Important Calendar Events
The dollar’s rally was halted on Wednesday, on reduced rate hike expectations. The dollar index dropped from the 105.5 level to 105.0. US Treasury yields also withdrew, with the US 10-year bond yielding dropping from 3.5% to 3.4%.
Labour data released on Wednesday for the US were disappointing, putting pressure on the dollar. Pessimistic jobs data decrease expectations of a sharp rate hike next week, as a healthy labor market is required to enforce a more hawkish fiscal policy. Revised Nonfarm Productivity for the third quarter of the year rose by 0.8% against expectations of a 0.6% growth. Productivity is linked to labor-related inflation, with an increase in productivity pointing to a drop in wages. This was confirmed by Revised Unit Labour Costs for Q3 of 2022, which showed a 2.4% rise in wages, against the 3.1% predicted.
The next US Fed monetary policy meeting is scheduled for next week on the 14th and traders are attempting to gauge the Fed’s intentions ahead of the meeting. A Fed blackout period has started on Saturday, which will last until the meeting, during which FOMC members do not deliver speeches that may reveal the central bank policy direction. The dollar maintained low volatility this week in the absence of more significant economic indicators and Fed rhetoric.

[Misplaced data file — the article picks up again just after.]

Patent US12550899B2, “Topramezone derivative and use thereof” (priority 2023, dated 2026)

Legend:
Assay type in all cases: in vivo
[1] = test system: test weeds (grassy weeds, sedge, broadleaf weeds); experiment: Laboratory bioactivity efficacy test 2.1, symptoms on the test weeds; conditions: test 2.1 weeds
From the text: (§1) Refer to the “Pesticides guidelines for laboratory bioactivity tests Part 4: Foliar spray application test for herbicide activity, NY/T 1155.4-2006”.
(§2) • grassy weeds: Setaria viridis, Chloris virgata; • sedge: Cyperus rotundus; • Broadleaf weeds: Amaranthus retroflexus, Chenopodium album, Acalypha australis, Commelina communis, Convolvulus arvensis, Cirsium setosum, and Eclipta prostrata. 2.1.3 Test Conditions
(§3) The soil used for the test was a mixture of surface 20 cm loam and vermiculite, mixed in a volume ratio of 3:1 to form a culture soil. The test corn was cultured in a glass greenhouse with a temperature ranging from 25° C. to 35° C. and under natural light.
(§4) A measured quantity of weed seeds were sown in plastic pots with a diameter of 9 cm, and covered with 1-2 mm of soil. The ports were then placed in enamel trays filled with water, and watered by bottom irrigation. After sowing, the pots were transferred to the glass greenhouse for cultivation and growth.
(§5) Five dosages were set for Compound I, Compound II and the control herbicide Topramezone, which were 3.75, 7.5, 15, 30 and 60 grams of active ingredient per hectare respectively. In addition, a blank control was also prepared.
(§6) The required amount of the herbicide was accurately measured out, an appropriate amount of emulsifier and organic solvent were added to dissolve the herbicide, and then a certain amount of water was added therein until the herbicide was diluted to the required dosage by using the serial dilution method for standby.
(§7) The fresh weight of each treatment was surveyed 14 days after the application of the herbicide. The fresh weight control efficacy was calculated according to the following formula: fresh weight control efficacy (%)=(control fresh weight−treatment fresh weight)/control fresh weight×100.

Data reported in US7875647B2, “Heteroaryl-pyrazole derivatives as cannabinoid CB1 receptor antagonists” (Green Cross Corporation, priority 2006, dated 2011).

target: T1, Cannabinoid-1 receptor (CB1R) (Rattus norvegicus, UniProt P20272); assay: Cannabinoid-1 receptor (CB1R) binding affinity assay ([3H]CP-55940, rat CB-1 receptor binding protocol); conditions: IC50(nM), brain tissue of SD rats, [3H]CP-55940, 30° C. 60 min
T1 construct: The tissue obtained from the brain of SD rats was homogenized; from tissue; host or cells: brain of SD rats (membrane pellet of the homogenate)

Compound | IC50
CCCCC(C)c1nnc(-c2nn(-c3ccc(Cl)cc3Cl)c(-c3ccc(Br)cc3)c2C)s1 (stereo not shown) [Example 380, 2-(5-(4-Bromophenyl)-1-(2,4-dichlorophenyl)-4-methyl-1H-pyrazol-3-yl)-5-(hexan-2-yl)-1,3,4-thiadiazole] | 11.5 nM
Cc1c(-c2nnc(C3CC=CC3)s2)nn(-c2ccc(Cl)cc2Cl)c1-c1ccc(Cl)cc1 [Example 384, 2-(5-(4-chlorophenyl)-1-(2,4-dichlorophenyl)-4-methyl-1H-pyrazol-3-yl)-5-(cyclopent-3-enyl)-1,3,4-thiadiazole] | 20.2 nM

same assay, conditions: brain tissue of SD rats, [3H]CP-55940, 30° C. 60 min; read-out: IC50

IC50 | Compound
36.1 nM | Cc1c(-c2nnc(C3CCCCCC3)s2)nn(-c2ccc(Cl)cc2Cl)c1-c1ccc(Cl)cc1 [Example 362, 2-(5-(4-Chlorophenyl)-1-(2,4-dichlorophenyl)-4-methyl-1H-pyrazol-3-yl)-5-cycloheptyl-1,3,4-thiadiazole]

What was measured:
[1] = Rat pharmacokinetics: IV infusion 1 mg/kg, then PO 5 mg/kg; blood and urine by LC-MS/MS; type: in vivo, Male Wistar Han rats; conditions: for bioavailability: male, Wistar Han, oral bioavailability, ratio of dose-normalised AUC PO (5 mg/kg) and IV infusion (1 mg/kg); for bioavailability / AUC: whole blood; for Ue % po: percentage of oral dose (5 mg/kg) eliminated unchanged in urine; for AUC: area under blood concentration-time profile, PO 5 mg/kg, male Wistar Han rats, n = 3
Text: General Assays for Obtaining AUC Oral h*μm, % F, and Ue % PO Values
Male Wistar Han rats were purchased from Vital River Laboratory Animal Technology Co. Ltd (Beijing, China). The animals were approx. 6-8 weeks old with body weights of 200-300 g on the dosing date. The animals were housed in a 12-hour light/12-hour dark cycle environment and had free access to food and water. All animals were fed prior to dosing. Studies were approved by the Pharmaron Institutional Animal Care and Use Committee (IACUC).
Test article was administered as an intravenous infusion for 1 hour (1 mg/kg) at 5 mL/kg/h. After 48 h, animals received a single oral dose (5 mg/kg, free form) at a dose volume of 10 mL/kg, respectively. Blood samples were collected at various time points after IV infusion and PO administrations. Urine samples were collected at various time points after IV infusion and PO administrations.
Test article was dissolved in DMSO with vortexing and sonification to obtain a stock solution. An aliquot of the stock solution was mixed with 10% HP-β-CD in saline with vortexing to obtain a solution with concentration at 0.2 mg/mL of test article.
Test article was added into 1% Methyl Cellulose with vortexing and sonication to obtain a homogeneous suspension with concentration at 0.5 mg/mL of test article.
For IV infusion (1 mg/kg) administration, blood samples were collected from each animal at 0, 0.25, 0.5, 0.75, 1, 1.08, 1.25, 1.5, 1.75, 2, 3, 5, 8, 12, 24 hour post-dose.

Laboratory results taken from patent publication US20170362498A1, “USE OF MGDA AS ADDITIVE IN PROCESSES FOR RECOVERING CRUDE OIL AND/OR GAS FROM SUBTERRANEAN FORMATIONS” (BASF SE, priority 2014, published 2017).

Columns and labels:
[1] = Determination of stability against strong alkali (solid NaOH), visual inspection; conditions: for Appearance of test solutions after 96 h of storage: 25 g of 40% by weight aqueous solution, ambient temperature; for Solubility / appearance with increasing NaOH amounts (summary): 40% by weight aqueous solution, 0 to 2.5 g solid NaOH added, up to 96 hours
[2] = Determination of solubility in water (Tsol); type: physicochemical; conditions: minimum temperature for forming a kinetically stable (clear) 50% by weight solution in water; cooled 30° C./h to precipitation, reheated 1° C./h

Market expectations of future rate hikes were considerably trimmed in the past couple of weeks on cooling US inflation. US headline inflation printed at 7.7% year-on-year in October, compared to 8.2% in September. Fed Chair Jerome Powell delivered an unexpectedly dovish speech last week, stating that he sees rate hikes slowing down as soon as December.
The US Federal Reserve voted to increase interest rates by 75 basis points at its latest monetary policy meeting. The Fed has so far increased interest rates by a total of 375 basis points this year, bringing its benchmark interest rate in a range of 3.75% to 4.0%. Market odds are currently between a 50-bps and a 25-bps interest rate increase in December. Rate hikes are expected to taper off in 2023 as the central bank moves into a stable interest rate.
US Unemployment Claims are scheduled to be released on Thursday and may cause volatility in dollar prices.
The Euro gained strength on Wednesday on robust Eurozone economic data. The dollar withdrew, and the EUR/USD rate climbed to 1.055. If the EUR/USD pair declines, it may find support at 1.029 and further down the parity level. If the currency pair goes up, it may encounter resistance at 1.061.